CNN+ strategy comes into focus amid an increasingly crowded subscription streaming landscape

The news: CNN+ will make its appearance at the end of March with an introductory price of $2.99 a month–a rate that early members will keep as long as they maintain an active account–and $5.99 a month after the promotion ends, per the Los Angeles Times.

  • That post-promo cost is the same as Fox News' Fox Nation streaming subscription.
  • A lower-cost, ad-supported version of CNN+ is expected to be offered in the future, as well as a bundle with HBO Max.

More on this: CNN+ will provide 8 to 12 hours of daily original programming, both live and on-demand. Shows will be led by newly hired high-profile journalists such as former Fox News anchor Chris Wallace, former MSNBC host Kasie Hunt, and ex-NPR star Audie Cornish.

  • The streamer’s news content will be distinct from the cable channels, which in addition to the flagship CNN include CNN International, HLN, and CNN en Espanol. CNN+'s ability to deliver a live feed of its linear network to standalone streaming subscribers is also apparently limited due to pay-TV provider agreements.
  • The service won’t have its own app. Instead, it will be available as a standalone purchase or as an optional add-on cost for pay-TV users with CNN access, from within the same CNN app.
  • Chris Licht, currently executive producer of "The Late Show" with Stephen Colbert, was picked by David Zaslav, the Discovery CEO who will head the soon-to-be merged Warner Bros. Discovery, to replace ex-CNN president Jeff Zucker on Monday.

Zoom out: 73.1% of US internet users consume subscription OTT video, per our forecast, the greatest percentage of any region projected—but China has three times as many streaming subscription users overall. And most growth is happening outside of North America, with the Middle East and Africa growing at 22.4%.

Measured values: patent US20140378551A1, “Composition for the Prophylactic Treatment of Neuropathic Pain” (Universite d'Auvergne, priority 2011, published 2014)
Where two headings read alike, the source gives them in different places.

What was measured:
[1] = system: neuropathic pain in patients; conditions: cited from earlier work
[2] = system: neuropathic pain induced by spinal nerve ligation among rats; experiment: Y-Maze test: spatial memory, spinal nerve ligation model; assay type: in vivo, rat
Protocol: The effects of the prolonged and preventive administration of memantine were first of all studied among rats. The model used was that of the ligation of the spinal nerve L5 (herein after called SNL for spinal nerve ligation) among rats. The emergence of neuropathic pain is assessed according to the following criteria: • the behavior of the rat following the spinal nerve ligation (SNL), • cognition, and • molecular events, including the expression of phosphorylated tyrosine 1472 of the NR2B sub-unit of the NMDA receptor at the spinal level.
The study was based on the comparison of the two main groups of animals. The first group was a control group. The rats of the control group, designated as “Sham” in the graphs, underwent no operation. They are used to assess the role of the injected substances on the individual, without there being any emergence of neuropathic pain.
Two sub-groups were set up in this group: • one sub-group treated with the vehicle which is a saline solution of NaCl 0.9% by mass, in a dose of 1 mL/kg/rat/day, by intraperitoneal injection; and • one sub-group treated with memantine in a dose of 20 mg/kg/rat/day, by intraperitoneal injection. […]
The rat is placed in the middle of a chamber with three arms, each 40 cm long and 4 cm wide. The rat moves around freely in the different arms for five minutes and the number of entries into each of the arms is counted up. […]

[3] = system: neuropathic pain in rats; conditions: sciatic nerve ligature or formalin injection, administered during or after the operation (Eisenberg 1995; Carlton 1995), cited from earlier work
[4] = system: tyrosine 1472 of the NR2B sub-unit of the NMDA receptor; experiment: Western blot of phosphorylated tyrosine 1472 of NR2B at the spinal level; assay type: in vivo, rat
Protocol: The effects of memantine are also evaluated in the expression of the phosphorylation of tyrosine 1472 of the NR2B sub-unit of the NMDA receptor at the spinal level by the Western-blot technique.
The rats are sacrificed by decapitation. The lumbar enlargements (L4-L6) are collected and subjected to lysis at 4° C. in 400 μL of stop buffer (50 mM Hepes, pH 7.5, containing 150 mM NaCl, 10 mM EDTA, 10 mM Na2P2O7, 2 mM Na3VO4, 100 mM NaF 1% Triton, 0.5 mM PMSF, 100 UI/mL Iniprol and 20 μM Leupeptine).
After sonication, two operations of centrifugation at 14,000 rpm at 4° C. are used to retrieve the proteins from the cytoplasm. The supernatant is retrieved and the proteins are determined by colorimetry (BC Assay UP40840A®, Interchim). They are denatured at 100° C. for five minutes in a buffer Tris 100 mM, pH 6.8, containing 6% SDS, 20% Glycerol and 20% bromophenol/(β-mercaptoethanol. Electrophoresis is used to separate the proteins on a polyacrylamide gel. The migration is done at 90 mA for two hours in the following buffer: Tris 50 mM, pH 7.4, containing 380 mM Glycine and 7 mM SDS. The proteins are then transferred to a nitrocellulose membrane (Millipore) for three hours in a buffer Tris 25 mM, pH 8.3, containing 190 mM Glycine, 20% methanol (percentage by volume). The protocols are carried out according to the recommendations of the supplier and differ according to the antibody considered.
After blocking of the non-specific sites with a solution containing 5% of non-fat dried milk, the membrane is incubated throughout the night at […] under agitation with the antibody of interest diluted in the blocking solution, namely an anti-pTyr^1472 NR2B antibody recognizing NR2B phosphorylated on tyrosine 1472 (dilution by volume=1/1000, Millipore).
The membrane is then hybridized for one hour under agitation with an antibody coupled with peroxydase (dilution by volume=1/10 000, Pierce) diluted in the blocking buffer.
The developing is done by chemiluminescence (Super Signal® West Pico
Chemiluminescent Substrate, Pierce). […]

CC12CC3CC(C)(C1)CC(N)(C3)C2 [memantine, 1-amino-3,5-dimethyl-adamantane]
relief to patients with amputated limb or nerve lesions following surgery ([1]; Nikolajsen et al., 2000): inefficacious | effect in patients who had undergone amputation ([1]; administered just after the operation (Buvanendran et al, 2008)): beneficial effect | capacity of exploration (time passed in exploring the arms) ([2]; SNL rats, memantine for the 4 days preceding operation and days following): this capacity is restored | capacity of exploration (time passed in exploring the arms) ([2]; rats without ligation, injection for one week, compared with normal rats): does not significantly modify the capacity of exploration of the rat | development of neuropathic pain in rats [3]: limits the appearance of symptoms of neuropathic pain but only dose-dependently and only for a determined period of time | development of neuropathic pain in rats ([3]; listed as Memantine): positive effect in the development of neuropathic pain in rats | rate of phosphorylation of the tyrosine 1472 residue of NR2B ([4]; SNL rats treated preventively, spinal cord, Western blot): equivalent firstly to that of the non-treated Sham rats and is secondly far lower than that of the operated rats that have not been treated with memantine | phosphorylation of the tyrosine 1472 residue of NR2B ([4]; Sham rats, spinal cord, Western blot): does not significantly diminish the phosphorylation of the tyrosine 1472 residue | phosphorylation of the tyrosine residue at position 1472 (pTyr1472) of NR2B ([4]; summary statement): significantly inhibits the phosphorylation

CNN plus or minus? Zucker, who was also thought to be close to Zaslav, was a strong supporter of CNN and CNN+. It’s unknown how committed Licht will be to the strategy laid out by Zucker.

  • With Warner Bros. Discovery expected to carry $58 billion in debt, it’s hard to say how CNN can contribute to cuts that will likely come. CNN made $1.7 billion in income in 2020, about one-fourth of HBOs $6.8 billion haul, per The New Yorker.
  • WarnerMedia is in a tricky spot: It does not want to alienate its linear TV network partners that are cannibalizing their audiences, but as cord-cutting continues, it didn’t have the option of not attempting to grow its streaming presence.

Will subscribers pony up? With an increasing number of subscriptions to manage, there’s a question of how much consumers are willing to pay in total to stream video content. Netflix recently hiked its plans, making them more expensive than HBO Max’s ad-free tier or bundling Disney+, Hulu (ad-supported), and ESPN+.

Zaslav recently announced that the combined Warner Bros. Discovery could soon offer a free ad-supported tier for its unified streaming service—cementing the idea that a greater percentage of revenue growth may come from advertising, not incremental subscriptions, in the near future.

Content competition: Given the price sensitivity of the average consumer, streamers are fighting over content rights in an effort to avoid churn.

  • The rights to broadcast the India Premier League (IPL) cricket games over the next five years are up for grabs, and giants like Disney and Amazon are getting ready to bid over $5.3 billion to secure them.
  • Peacock is in talks to obtain broadcasting rights to stream some Major League Baseball (MLB) games.
  • And HBO Max is getting into live sports as part of a new soccer deal, it was just announced.